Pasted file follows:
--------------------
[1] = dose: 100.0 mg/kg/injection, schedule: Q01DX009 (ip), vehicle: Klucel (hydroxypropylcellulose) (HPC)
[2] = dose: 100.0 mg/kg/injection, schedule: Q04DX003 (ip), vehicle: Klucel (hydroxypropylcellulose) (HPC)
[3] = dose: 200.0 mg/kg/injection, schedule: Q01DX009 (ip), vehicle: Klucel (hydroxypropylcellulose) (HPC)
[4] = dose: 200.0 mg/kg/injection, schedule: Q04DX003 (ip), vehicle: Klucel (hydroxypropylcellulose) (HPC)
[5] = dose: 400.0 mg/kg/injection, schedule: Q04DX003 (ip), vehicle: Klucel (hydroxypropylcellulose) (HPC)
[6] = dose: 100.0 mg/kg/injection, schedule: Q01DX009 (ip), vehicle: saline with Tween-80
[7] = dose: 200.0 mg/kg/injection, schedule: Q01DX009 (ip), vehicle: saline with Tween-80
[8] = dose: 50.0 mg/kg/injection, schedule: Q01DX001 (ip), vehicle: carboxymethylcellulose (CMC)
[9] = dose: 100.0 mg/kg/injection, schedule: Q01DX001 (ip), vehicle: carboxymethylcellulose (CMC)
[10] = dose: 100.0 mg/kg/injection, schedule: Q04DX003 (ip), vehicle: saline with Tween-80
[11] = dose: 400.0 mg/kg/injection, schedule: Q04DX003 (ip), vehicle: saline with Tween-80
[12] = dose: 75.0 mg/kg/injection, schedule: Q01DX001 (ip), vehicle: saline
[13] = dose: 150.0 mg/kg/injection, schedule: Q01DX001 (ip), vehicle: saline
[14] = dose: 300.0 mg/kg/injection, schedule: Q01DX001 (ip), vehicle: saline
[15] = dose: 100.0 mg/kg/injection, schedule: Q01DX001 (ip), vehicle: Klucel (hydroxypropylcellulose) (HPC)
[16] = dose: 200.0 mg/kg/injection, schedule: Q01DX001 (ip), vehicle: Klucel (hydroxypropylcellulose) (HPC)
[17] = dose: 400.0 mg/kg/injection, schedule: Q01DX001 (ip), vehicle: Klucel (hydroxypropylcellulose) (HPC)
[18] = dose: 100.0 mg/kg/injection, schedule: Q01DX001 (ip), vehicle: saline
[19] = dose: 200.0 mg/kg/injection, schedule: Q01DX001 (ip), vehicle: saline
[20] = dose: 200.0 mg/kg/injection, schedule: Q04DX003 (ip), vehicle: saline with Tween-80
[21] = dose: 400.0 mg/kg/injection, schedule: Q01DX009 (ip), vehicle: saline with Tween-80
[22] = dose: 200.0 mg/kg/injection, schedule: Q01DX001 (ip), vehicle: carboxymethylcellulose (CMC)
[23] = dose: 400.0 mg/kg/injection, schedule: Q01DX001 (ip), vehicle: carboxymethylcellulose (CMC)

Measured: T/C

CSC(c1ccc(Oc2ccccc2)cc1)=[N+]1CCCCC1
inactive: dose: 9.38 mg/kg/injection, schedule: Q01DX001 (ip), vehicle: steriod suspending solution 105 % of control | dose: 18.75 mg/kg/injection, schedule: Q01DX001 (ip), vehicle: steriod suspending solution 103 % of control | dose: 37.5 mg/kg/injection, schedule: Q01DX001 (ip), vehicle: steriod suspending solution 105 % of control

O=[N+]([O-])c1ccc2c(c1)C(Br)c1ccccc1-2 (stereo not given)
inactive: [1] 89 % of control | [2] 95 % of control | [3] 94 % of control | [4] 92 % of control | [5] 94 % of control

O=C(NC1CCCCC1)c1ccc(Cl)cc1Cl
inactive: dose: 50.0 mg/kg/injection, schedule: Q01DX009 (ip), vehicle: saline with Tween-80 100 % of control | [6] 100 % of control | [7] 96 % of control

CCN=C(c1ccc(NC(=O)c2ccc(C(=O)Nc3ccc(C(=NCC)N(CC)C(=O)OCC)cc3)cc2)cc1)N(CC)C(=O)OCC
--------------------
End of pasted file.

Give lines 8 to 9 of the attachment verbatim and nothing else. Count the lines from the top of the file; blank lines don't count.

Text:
[8] = dose: 50.0 mg/kg/injection, schedule: Q01DX001 (ip), vehicle: carboxymethylcellulose (CMC)
[9] = dose: 100.0 mg/kg/injection, schedule: Q01DX001 (ip), vehicle: carboxymethylcellulose (CMC)